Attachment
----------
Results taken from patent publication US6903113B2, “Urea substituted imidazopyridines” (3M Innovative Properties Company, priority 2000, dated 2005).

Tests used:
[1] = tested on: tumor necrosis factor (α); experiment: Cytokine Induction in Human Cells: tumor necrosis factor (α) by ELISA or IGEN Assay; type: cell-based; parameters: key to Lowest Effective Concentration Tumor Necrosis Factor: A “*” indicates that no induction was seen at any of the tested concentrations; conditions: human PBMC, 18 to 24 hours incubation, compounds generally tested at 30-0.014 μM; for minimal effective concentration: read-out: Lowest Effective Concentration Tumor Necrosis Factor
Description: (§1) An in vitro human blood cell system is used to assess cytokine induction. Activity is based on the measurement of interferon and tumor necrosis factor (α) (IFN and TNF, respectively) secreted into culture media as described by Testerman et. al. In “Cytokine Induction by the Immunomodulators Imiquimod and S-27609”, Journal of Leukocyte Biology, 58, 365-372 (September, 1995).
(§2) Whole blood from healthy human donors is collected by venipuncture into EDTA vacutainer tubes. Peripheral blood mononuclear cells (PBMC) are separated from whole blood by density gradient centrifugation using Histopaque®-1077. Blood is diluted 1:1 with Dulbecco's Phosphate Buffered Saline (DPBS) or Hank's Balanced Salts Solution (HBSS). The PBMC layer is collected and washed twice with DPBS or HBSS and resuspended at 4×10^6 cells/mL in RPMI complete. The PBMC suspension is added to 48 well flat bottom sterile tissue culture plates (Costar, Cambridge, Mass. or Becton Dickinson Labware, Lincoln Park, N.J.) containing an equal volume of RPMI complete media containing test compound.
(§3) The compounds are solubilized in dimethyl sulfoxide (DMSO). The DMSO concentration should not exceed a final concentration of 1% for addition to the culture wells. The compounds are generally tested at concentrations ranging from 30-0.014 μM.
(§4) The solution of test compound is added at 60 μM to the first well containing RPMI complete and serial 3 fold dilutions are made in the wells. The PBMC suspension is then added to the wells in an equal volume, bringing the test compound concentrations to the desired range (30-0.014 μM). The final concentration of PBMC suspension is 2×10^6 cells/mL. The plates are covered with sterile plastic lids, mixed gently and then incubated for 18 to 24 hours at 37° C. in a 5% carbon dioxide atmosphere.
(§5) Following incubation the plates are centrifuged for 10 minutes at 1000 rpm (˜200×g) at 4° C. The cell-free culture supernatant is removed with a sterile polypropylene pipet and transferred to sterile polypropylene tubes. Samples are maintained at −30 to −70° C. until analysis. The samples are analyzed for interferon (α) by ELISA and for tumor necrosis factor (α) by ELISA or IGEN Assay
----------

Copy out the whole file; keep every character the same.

Results taken from patent publication US6903113B2, “Urea substituted imidazopyridines” (3M Innovative Properties Company, priority 2000, dated 2005).

Tests used:
[1] = tested on: tumor necrosis factor (α); experiment: Cytokine Induction in Human Cells: tumor necrosis factor (α) by ELISA or IGEN Assay; type: cell-based; parameters: key to Lowest Effective Concentration Tumor Necrosis Factor: A “*” indicates that no induction was seen at any of the tested concentrations; conditions: human PBMC, 18 to 24 hours incubation, compounds generally tested at 30-0.014 μM; for minimal effective concentration: read-out: Lowest Effective Concentration Tumor Necrosis Factor
Description: (§1) An in vitro human blood cell system is used to assess cytokine induction. Activity is based on the measurement of interferon and tumor necrosis factor (α) (IFN and TNF, respectively) secreted into culture media as described by Testerman et. al. In “Cytokine Induction by the Immunomodulators Imiquimod and S-27609”, Journal of Leukocyte Biology, 58, 365-372 (September, 1995).
(§2) Whole blood from healthy human donors is collected by venipuncture into EDTA vacutainer tubes. Peripheral blood mononuclear cells (PBMC) are separated from whole blood by density gradient centrifugation using Histopaque®-1077. Blood is diluted 1:1 with Dulbecco's Phosphate Buffered Saline (DPBS) or Hank's Balanced Salts Solution (HBSS). The PBMC layer is collected and washed twice with DPBS or HBSS and resuspended at 4×10^6 cells/mL in RPMI complete. The PBMC suspension is added to 48 well flat bottom sterile tissue culture plates (Costar, Cambridge, Mass. or Becton Dickinson Labware, Lincoln Park, N.J.) containing an equal volume of RPMI complete media containing test compound.
(§3) The compounds are solubilized in dimethyl sulfoxide (DMSO). The DMSO concentration should not exceed a final concentration of 1% for addition to the culture wells. The compounds are generally tested at concentrations ranging from 30-0.014 μM.
(§4) The solution of test compound is added at 60 μM to the first well containing RPMI complete and serial 3 fold dilutions are made in the wells. The PBMC suspension is then added to the wells in an equal volume, bringing the test compound concentrations to the desired range (30-0.014 μM). The final concentration of PBMC suspension is 2×10^6 cells/mL. The plates are covered with sterile plastic lids, mixed gently and then incubated for 18 to 24 hours at 37° C. in a 5% carbon dioxide atmosphere.
(§5) Following incubation the plates are centrifuged for 10 minutes at 1000 rpm (˜200×g) at 4° C. The cell-free culture supernatant is removed with a sterile polypropylene pipet and transferred to sterile polypropylene tubes. Samples are maintained at −30 to −70° C. until analysis. The samples are analyzed for interferon (α) by ELISA and for tumor necrosis factor (α) by ELISA or IGEN Assay